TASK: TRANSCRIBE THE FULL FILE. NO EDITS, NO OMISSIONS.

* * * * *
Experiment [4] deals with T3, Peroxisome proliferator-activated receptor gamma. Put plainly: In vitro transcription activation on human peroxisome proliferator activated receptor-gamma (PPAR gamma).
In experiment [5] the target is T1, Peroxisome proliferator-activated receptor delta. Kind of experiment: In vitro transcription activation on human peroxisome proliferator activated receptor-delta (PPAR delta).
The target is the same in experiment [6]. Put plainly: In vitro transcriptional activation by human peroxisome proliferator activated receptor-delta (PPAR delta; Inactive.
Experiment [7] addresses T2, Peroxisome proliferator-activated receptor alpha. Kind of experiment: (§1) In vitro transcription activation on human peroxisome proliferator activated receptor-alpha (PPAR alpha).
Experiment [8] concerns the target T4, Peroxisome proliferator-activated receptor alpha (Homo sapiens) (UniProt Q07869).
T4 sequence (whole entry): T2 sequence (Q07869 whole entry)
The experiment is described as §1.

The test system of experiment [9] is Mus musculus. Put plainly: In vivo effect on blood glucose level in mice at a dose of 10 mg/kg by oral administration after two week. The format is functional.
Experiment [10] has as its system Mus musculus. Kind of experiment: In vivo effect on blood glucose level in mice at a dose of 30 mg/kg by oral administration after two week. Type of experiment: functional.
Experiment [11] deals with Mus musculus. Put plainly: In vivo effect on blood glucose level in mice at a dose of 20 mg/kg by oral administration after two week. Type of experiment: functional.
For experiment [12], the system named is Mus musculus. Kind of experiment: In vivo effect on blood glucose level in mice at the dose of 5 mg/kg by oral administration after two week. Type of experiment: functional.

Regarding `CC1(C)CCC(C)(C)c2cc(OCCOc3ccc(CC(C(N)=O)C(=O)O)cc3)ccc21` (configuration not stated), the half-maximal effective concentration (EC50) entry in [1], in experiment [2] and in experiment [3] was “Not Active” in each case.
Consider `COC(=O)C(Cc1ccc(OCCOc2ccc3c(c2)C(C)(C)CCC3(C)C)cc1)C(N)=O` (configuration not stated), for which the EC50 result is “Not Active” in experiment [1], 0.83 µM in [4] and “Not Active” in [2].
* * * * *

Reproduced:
Experiment [4] deals with T3, Peroxisome proliferator-activated receptor gamma. Put plainly: In vitro transcription activation on human peroxisome proliferator activated receptor-gamma (PPAR gamma).
In experiment [5] the target is T1, Peroxisome proliferator-activated receptor delta. Kind of experiment: In vitro transcription activation on human peroxisome proliferator activated receptor-delta (PPAR delta).
The target is the same in experiment [6]. Put plainly: In vitro transcriptional activation by human peroxisome proliferator activated receptor-delta (PPAR delta; Inactive.
Experiment [7] addresses T2, Peroxisome proliferator-activated receptor alpha. Kind of experiment: (§1) In vitro transcription activation on human peroxisome proliferator activated receptor-alpha (PPAR alpha).
Experiment [8] concerns the target T4, Peroxisome proliferator-activated receptor alpha (Homo sapiens) (UniProt Q07869).
T4 sequence (whole entry): T2 sequence (Q07869 whole entry)
The experiment is described as §1.

The test system of experiment [9] is Mus musculus. Put plainly: In vivo effect on blood glucose level in mice at a dose of 10 mg/kg by oral administration after two week. The format is functional.
Experiment [10] has as its system Mus musculus. Kind of experiment: In vivo effect on blood glucose level in mice at a dose of 30 mg/kg by oral administration after two week. Type of experiment: functional.
Experiment [11] deals with Mus musculus. Put plainly: In vivo effect on blood glucose level in mice at a dose of 20 mg/kg by oral administration after two week. Type of experiment: functional.
For experiment [12], the system named is Mus musculus. Kind of experiment: In vivo effect on blood glucose level in mice at the dose of 5 mg/kg by oral administration after two week. Type of experiment: functional.

Regarding `CC1(C)CCC(C)(C)c2cc(OCCOc3ccc(CC(C(N)=O)C(=O)O)cc3)ccc21` (configuration not stated), the half-maximal effective concentration (EC50) entry in [1], in experiment [2] and in experiment [3] was “Not Active” in each case.
Consider `COC(=O)C(Cc1ccc(OCCOc2ccc3c(c2)C(C)(C)CCC3(C)C)cc1)C(N)=O` (configuration not stated), for which the EC50 result is “Not Active” in experiment [1], 0.83 µM in [4] and “Not Active” in [2].